Tom E. Curran

Devin McCourty says early-camp heat is a necessary evil for Patriots

The Patriots will be tested out of the gate in training camp with the hottest days of the summer thus far.

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Some like it hot. Some sweat when the heat is on. (Thanks, Power Station).

The Patriots are opening training camp this week in what may be the warmest conditions this summer. Tuesday, when the team is doing its conditioning tests, the Foxboro temperature is predicted to be 84 degrees. Wednesday through Friday – the first three days the team is on-the-field – the highs are projected at 89, 89 and 95.

But Devin McCourty, who considers himself fortunate to be missing out on sweating buckets this year, says the heat is a necessary evil and that he expects players to be ready for it.

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“Some of those guys are training down south in Texas, Florida, Mississippi,” McCourty told me Monday. “The heat in New England won’t be as big of a change. But I think veteran players understand that some of those hard days (of heat) pay off at the end.

“Most of the days in New England you’re playing with a breeze so you’re not gonna have that heat, but you’ll be happy you had that heat when you go down and practice against Tennessee,” he added. “Times like that, you’ll appreciate it.”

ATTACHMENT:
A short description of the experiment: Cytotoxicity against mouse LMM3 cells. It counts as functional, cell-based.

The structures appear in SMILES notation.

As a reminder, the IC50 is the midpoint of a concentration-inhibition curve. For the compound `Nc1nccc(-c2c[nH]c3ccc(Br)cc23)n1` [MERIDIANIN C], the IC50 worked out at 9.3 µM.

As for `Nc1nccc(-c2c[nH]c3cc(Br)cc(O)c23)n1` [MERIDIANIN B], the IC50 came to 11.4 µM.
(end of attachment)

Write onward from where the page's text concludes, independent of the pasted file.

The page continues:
The first few days of camp are often slower-paced. It’s a continuation of minicamp and there’s a big chunk of review work before pads come on.  

Bill Belichick has always stressed conditioning but McCourty predicted he won’t go overboard.

“Bill’s gonna try to make it hard but I’ve always felt like we can’t just go out there and act like it’s not hot,” he said. “The training staff I’m sure has a plan for some of these days where, even though it’s a ramp-up period, these guys are in good enough condition to not just be dropping out there.

“As Bill always says, ‘Nothing’s more important than the health of the team’ so it will be interesting to see starting out camp with the hard days. But most guys have trained the past few weeks to prepare for what they’ll be doing.”

Those who haven’t probably won’t be hard to identify.

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